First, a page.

In his first opportunity to question Justin Trudeau since winning the Conservative Party leadership, Pierre Poilievre reiterated his calls for a federal payroll tax freeze and berated the Prime Minister for choosing international travel over the presence in the House of Commons.
“It’s nice to see the Prime Minister here, visiting Canada,” Mr. Poilievre began. The prime minister has spent most of this week in New York for UN meetings, missing the first two days of regular sittings, which resumed after the summer break on Tuesday.
The Prime Minister started the week in London for the Queen’s funeral and he leaves on Saturday for a five-day trip to Japan to attend the funeral of former Japanese Prime Minister Shinzo Abe.
Although this was Mr. Poilievre’s first opportunity to interview Mr. Trudeau as a Conservative leader, the parliamentary scene had a sense of familiarity. Mr. Poilievre had many opportunities to question the Prime Minister in his previous capacity as his party’s finance critic.
Throughout this week, Liberals and Conservatives have been debating how Ottawa should respond to affordability concerns facing Canadians in light of the current high levels of inflation.
Poilievre is urging the government not to increase Employment Insurance (EI) premiums, Canada Pension Plan (CPP) premiums and the federal carbon price in 2023.
The Liberals responded with their own $4.6 billion affordability plan. It includes Bill C-30, which would allow the government to double the GST tax credit for low-income Canadians for six months, and Bill C-31, which provides payments for dental care to uninsured parents with children under 12 and also increases rental subsidies. .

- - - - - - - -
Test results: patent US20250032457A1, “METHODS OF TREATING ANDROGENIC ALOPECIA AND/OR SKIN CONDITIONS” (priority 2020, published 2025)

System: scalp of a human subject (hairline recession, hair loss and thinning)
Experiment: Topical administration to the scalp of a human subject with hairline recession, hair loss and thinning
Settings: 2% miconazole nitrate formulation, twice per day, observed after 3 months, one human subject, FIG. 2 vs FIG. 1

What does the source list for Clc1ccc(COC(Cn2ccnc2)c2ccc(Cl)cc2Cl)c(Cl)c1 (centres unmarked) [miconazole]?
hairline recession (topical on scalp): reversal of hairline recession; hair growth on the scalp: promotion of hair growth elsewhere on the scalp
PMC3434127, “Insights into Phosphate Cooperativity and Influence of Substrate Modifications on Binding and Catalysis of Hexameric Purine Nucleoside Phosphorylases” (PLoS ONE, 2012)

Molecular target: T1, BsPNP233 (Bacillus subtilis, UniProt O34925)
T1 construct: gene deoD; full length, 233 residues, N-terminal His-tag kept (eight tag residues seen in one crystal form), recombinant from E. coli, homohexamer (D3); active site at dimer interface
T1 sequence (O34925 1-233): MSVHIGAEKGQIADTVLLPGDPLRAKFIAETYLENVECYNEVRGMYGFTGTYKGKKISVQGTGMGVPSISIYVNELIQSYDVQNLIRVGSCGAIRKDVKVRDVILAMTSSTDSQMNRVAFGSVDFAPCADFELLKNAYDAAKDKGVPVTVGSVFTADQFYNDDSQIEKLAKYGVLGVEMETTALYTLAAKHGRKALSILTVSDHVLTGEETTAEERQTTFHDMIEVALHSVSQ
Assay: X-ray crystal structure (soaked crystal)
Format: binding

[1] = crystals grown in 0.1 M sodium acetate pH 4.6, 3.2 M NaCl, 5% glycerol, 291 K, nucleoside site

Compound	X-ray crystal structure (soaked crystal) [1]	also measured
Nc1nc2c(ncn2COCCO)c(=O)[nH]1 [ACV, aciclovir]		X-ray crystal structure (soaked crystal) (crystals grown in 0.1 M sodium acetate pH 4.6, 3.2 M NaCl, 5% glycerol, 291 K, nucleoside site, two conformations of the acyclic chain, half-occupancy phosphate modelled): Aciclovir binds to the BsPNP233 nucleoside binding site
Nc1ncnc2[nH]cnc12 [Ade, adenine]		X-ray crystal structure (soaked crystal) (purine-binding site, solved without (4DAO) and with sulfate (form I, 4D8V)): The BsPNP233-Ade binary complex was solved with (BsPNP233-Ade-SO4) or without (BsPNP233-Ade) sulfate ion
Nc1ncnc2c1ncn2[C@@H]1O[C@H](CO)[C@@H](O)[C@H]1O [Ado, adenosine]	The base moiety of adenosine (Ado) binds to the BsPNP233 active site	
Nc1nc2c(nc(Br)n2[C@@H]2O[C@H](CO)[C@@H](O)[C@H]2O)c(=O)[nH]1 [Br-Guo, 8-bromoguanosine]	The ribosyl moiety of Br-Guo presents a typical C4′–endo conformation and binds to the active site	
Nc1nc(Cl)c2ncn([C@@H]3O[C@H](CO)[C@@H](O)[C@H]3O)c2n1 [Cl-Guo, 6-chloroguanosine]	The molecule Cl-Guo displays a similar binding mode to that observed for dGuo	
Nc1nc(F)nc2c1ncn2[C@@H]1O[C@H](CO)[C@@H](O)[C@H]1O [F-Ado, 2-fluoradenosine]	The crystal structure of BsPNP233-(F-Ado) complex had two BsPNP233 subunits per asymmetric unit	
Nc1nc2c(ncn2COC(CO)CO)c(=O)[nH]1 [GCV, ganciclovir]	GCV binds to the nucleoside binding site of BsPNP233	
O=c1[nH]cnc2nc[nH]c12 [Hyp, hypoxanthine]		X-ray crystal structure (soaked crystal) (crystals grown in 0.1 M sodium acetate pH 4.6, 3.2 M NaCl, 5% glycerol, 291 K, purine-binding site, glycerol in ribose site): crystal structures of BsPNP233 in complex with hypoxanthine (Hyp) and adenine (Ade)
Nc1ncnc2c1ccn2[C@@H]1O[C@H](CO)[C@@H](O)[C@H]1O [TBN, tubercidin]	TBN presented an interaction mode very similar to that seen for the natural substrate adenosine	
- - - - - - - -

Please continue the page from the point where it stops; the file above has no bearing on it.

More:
The Liberals have argued that their plan is more effective because it targets low-income Canadians who need it most.
“Canadians can’t afford a bigger chunk of their paycheque. Will the Prime Minister reverse his tax hikes on Canadian paycheques? Mr. Poilievre asked.
The factory of Pierre Poilievre, conservative proselyte
Trudeau responded by pointing out that EI premiums were 20 per cent higher in 2015, when Poilievre was the Conservative minister responsible for the program.
“On the issue of CPP, we promised to be there for workers as they age to help them retire, and that’s exactly what we’ve done,” he said. “When it comes to pricing pollution, we promised it would no longer be free to pollute anywhere in this country, and that’s no longer the case.”
The tone of the exchange between the two party leaders was civil. Mr Poilievre only asked an initial round of questions, leaving other Tory MPs to ask similar questions about the cost of living for the remainder of the roughly 45-minute Question Period.
Immediately afterwards, the two men stood again for a special event marking the 50th anniversary of the 1972 Summit Series. The surviving members of Canada’s hockey team – including Paul Henderson who scored the winning goal in the last game in the series – received standing ovations from MPs and secured seats on the floor of the House of Commons as Mr Trudeau, Mr Poilievre and others gave speeches in their honour.
Mr. Poilievre politely applauded during Mr. Trudeau’s speech and the prime minister returned the favor during the Conservative leader’s remarks.
The cost-of-living debate took a turn on Wednesday when the Conservatives said they “could” support Bill C-30 on the GST credit, but not Bill C-31. Mr. Poilievre previously rejected the entire Liberal package, first announced by Mr. Trudeau last week.
During debate on Bill C-30, the GST credit bill, on Thursday afternoon, Conservative MP and finance critic Dan Albas said the Liberal plan comes after a “summer of silence” as Canadians struggled with rising prices due to inflation.
In a speech, he told MPs that while Tories fear the Liberals’ overall spending plan will make inflation worse, his party is prepared to back a ‘Band-Aid of a Bill’ that provides a benefit in the short term to people who receive the GST credit.
“Providing them with some of the GST that they refunded to them at such a difficult time is something that we as the official opposition will support,” he said. “I think we all need to be extremely aware of those who are still suffering and who will not be helped by this bill.”